1993 (2) SACR 584 (A); S v Phiri 1992 (2) SACR 525 (A); S v
1991 (2) SACR 10 (A).”

I may add that the cases
cited by the appellant in his notice of appeal are the authorities
that he was asked, through the Registrar, to consider in the exercise
of his rights should he be advised or minded to do so. The appellant
also filed an application wherein he sought condonation for the late
filing of the appeal in this Court. In his supporting affidavit, the
appellant stated that although he had filed the notice of appeal with
the clerk of the Regional Court within the stipulated time, only the
appeal of his then co-accused, Robert Martin, had been processed.
After Robert Martin’s appeal was allowed, the appellant made
several enquiries about his appeal and was at a later stage informed
by Mr Marcus that the reason why his appeal had not been processed
was because the case number on the initial notice of appeal had been
wrongly recorded and that he was accordingly advised to file a fresh
notice of appeal giving the correct case number, which number was
allegedly supplied to him by Mr Marcus. This he duly did; filing at
the same time, also the application for condonation for the late
noting of the appeal. In his written heads of argument, the appellant
criticised the Court a quo’s finding that Mr Marcus had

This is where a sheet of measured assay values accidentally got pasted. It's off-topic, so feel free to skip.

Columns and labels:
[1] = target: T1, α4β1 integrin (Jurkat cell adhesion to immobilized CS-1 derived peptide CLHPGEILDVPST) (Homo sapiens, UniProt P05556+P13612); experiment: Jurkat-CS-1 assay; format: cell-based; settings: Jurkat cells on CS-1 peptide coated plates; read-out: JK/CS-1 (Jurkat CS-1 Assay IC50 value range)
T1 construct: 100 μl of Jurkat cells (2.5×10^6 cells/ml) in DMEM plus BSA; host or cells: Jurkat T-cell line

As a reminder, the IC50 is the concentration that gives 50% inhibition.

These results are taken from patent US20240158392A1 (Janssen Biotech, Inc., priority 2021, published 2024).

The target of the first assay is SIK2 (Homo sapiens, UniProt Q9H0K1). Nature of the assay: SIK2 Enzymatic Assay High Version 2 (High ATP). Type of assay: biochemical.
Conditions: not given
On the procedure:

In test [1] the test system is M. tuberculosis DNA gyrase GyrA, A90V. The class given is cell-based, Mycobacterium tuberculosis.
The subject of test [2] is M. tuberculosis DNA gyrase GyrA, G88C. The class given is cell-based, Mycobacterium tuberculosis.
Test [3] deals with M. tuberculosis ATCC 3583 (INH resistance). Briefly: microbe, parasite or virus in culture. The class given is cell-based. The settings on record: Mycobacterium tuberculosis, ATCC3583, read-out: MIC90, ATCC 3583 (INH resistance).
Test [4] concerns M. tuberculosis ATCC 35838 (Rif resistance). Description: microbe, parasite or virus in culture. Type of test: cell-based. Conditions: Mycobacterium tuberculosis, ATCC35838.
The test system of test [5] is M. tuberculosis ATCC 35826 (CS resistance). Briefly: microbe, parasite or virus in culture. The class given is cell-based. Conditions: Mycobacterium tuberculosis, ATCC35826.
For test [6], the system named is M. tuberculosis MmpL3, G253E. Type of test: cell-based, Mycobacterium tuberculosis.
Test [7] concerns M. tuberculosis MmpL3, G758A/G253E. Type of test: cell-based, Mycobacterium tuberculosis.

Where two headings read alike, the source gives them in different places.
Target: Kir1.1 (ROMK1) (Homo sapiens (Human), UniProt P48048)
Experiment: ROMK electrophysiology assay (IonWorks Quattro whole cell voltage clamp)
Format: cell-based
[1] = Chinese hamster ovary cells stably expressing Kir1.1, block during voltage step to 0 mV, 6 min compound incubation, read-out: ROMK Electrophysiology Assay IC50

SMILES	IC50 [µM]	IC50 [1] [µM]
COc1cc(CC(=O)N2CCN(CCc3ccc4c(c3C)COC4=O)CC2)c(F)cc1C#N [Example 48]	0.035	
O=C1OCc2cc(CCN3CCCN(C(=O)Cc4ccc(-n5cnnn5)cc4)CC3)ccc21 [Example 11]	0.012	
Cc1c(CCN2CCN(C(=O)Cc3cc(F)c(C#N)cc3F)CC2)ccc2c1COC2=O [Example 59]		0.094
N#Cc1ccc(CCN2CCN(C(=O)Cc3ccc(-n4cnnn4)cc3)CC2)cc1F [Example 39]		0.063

denied knowledge of the appellant’s averments in this regard.
The appellant argued, correctly in my view and this brings me to this
aspect on which I undertook to comment, that there was no proof that
Mr Marcus had denied the averment made by the appellant relating to
Mr Marcus. It is not apparent from the record that Mr Marcus had made
any representation during the hearing of the appeal or at any stage
prior to the hearing thereof but, I may add, this issue in itself is
not dispositive of the appeal.

  1. A reading of the
    judgment of the Court a quo on the application for leave to
    appeal also gives some insight into the reasoning behind the making
    of the order of 1 October 2007 refusing the application for
    condonation and “dismissing” the appeal. In paragraph
    [4] of that judgment, the Court inter alia recorded its
    rejection of what it characterized as the appellant’s “attempt
    to explain away the steps he purportedly took to rectify the
    mistake” relating to the case number allegedly pointed out to
    him by Mr Marcus. In paragraph [5] of the judgment, the High Court
    explained the order it had made on 1 October 2007 as follows:

The Court also found that there
were no prospects of success on appeal and concluded that the
application was so meritless that the Court refused condonation and